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Hepatitis C, a common blood-borne infection, is one of the leading causes of liver cancer. According to experts, almost 30 per cent of people who are exposed to the hepatitis C virus will clear it on their own. But the rest will go on to have chronic hepatitis C. This causes extended inflammation in the liver, which leads to cirrhosis or scarring of the liver. This can ultimately lead to liver cancer. Unfortunately, till date, there is no vaccine against this virus. As we get ready to observe Word Hepatitis Day on July 28 to enhance awareness of viral hepatitis, an inflammation of the liver that causes a range of health problems, including liver cancer. According to the World Health Organisation, there are five main strains of the hepatitis virus A, B, C, D and E. Together, hepatitis B and C are the most common cause of deaths, with 1.3 million lives lost each year.
The theme for this year is "Hepatitis-free future". As we get near World Hepatitis Day, we need to take a look at hepatitis C, a silent infection with hardly any symptoms. The virus that causes hepatitis C mutates very fast. This is why it is difficult to develop a vaccine against it. Here, let us see how you can bring down your risk of liver cancer, which is a common fallout of hepatitis C infection.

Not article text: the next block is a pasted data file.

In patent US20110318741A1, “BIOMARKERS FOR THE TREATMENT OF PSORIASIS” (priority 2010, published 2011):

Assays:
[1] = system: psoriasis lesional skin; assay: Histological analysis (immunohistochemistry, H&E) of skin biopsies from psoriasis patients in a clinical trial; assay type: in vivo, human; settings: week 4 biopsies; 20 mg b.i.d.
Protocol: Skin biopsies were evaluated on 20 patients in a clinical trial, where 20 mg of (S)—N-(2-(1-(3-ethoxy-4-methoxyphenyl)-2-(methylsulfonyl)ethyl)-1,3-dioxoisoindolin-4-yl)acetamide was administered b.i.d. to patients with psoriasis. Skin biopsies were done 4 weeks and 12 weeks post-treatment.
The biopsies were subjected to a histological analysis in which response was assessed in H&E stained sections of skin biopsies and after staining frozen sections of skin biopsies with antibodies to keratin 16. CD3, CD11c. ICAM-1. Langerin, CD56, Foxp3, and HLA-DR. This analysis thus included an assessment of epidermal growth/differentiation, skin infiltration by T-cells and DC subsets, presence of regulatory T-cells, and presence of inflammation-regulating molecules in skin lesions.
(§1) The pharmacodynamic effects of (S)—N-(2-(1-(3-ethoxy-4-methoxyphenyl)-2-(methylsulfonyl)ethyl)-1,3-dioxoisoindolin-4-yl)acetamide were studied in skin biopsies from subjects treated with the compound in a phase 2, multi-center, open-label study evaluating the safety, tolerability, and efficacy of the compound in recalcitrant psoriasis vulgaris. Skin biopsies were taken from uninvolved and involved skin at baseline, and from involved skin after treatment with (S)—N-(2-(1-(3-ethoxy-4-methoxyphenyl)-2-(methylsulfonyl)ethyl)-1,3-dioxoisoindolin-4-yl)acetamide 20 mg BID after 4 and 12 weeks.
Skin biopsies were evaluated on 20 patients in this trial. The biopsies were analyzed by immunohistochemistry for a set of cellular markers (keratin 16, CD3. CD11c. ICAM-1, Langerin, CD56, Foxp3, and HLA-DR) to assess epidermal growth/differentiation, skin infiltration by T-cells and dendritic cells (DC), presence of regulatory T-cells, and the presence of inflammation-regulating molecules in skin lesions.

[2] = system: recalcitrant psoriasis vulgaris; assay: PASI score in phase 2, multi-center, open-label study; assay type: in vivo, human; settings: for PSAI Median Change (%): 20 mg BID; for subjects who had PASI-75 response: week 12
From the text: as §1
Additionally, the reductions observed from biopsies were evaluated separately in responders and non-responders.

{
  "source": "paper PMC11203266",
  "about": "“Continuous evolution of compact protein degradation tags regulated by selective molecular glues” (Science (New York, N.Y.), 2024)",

You can bring down your risk of liver cancer by almost 75 per cent if you get timely treatment for hepatitis C. Knowing the risk factors and getting screened are your best defenses. Get yourself screened for Hepatitis C. This can be done through a simple blood test. This is an easily treatable condition. In fact, of the seven viruses that can cause cancer, hepatitis C is the only one that's curable. Early detection and treatment is essential to bring down your risk of liver cancer.
The first thing you need to do is stop drinking alcohol. If you have hepatitis C and you drink, liver damage is inevitable and quick. Smoking also increases your risk of liver cancer even if you don't have this condition. So, you need to stop smoking now. Some painkillers and sleeping pills can also cause liver damage. Consult your doctor if you use any such drugs. Follow a healthy diet and get regular exercise. Healthy living can go a long way in bringing down your risk of liver cancer.
The hepatitis C virus is not spread by sharing eating utensils, breastfeeding, hugging, kissing and holding hands. You will also not get it via respiratory droplets. However, you can get it from contaminated needles, long-term hemodialysis, organ transplant or blood transfusion before 1992 and if you get a tattoo done in an unclean environment. Mothers can pass it on to their children if they are infected. Unsafe sexual contact may also be responsible for virus transmission.
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